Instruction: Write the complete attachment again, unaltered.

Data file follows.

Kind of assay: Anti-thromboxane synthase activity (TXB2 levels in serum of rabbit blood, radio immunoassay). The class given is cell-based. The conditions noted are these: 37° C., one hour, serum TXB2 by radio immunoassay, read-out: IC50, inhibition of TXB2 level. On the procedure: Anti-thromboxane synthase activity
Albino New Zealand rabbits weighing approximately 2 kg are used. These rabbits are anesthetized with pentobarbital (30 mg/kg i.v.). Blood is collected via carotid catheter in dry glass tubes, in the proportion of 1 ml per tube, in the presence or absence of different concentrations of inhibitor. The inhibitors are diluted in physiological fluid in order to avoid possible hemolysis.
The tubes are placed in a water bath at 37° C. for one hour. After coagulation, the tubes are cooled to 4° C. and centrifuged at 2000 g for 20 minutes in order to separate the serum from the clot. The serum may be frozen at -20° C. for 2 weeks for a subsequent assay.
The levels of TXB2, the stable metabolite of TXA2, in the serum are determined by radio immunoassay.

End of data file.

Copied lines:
Kind of assay: Anti-thromboxane synthase activity (TXB2 levels in serum of rabbit blood, radio immunoassay). The class given is cell-based. The conditions noted are these: 37° C., one hour, serum TXB2 by radio immunoassay, read-out: IC50, inhibition of TXB2 level. On the procedure: Anti-thromboxane synthase activity
Albino New Zealand rabbits weighing approximately 2 kg are used. These rabbits are anesthetized with pentobarbital (30 mg/kg i.v.). Blood is collected via carotid catheter in dry glass tubes, in the proportion of 1 ml per tube, in the presence or absence of different concentrations of inhibitor. The inhibitors are diluted in physiological fluid in order to avoid possible hemolysis.
The tubes are placed in a water bath at 37° C. for one hour. After coagulation, the tubes are cooled to 4° C. and centrifuged at 2000 g for 20 minutes in order to separate the serum from the clot. The serum may be frozen at -20° C. for 2 weeks for a subsequent assay.
The levels of TXB2, the stable metabolite of TXA2, in the serum are determined by radio immunoassay.